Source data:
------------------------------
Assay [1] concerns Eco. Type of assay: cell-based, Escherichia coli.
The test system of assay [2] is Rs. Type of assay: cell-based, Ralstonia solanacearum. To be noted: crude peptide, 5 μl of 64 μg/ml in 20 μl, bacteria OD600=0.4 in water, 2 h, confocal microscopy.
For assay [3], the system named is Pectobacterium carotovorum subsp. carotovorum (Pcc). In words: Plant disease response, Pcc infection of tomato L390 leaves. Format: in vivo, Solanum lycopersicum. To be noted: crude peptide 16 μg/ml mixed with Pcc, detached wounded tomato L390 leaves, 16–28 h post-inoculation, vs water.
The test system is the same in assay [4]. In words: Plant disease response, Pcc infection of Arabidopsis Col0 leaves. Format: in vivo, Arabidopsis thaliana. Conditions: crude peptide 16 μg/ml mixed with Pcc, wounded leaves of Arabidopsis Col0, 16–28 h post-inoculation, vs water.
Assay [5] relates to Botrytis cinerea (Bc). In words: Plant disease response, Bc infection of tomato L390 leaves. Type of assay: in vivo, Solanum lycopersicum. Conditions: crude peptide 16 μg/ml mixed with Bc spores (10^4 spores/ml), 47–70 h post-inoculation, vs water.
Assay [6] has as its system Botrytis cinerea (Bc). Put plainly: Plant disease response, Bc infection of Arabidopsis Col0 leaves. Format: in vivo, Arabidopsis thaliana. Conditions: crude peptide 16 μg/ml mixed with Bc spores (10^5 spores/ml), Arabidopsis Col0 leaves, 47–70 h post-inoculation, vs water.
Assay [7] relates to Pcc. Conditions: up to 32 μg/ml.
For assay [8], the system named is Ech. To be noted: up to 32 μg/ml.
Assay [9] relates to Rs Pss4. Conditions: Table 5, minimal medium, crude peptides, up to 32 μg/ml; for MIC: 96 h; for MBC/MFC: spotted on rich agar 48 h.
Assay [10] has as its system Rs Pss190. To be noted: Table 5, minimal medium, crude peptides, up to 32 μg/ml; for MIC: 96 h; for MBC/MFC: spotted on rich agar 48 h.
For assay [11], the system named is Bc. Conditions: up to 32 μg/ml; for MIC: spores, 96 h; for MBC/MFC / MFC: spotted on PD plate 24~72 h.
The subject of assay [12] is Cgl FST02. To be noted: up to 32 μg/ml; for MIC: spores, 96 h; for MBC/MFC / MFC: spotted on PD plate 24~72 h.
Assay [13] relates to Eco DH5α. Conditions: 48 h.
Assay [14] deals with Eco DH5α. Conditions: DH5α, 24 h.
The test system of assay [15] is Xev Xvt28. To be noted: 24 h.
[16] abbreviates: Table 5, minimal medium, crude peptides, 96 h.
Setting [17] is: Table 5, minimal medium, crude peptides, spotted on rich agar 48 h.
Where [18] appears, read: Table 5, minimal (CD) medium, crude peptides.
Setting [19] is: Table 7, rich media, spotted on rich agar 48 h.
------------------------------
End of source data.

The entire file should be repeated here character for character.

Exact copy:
Assay [1] concerns Eco. Type of assay: cell-based, Escherichia coli.
The test system of assay [2] is Rs. Type of assay: cell-based, Ralstonia solanacearum. To be noted: crude peptide, 5 μl of 64 μg/ml in 20 μl, bacteria OD600=0.4 in water, 2 h, confocal microscopy.
For assay [3], the system named is Pectobacterium carotovorum subsp. carotovorum (Pcc). In words: Plant disease response, Pcc infection of tomato L390 leaves. Format: in vivo, Solanum lycopersicum. To be noted: crude peptide 16 μg/ml mixed with Pcc, detached wounded tomato L390 leaves, 16–28 h post-inoculation, vs water.
The test system is the same in assay [4]. In words: Plant disease response, Pcc infection of Arabidopsis Col0 leaves. Format: in vivo, Arabidopsis thaliana. Conditions: crude peptide 16 μg/ml mixed with Pcc, wounded leaves of Arabidopsis Col0, 16–28 h post-inoculation, vs water.
Assay [5] relates to Botrytis cinerea (Bc). In words: Plant disease response, Bc infection of tomato L390 leaves. Type of assay: in vivo, Solanum lycopersicum. Conditions: crude peptide 16 μg/ml mixed with Bc spores (10^4 spores/ml), 47–70 h post-inoculation, vs water.
Assay [6] has as its system Botrytis cinerea (Bc). Put plainly: Plant disease response, Bc infection of Arabidopsis Col0 leaves. Format: in vivo, Arabidopsis thaliana. Conditions: crude peptide 16 μg/ml mixed with Bc spores (10^5 spores/ml), Arabidopsis Col0 leaves, 47–70 h post-inoculation, vs water.
Assay [7] relates to Pcc. Conditions: up to 32 μg/ml.
For assay [8], the system named is Ech. To be noted: up to 32 μg/ml.
Assay [9] relates to Rs Pss4. Conditions: Table 5, minimal medium, crude peptides, up to 32 μg/ml; for MIC: 96 h; for MBC/MFC: spotted on rich agar 48 h.
Assay [10] has as its system Rs Pss190. To be noted: Table 5, minimal medium, crude peptides, up to 32 μg/ml; for MIC: 96 h; for MBC/MFC: spotted on rich agar 48 h.
For assay [11], the system named is Bc. Conditions: up to 32 μg/ml; for MIC: spores, 96 h; for MBC/MFC / MFC: spotted on PD plate 24~72 h.
The subject of assay [12] is Cgl FST02. To be noted: up to 32 μg/ml; for MIC: spores, 96 h; for MBC/MFC / MFC: spotted on PD plate 24~72 h.
Assay [13] relates to Eco DH5α. Conditions: 48 h.
Assay [14] deals with Eco DH5α. Conditions: DH5α, 24 h.
The test system of assay [15] is Xev Xvt28. To be noted: 24 h.
[16] abbreviates: Table 5, minimal medium, crude peptides, 96 h.
Setting [17] is: Table 5, minimal medium, crude peptides, spotted on rich agar 48 h.
Where [18] appears, read: Table 5, minimal (CD) medium, crude peptides.
Setting [19] is: Table 7, rich media, spotted on rich agar 48 h.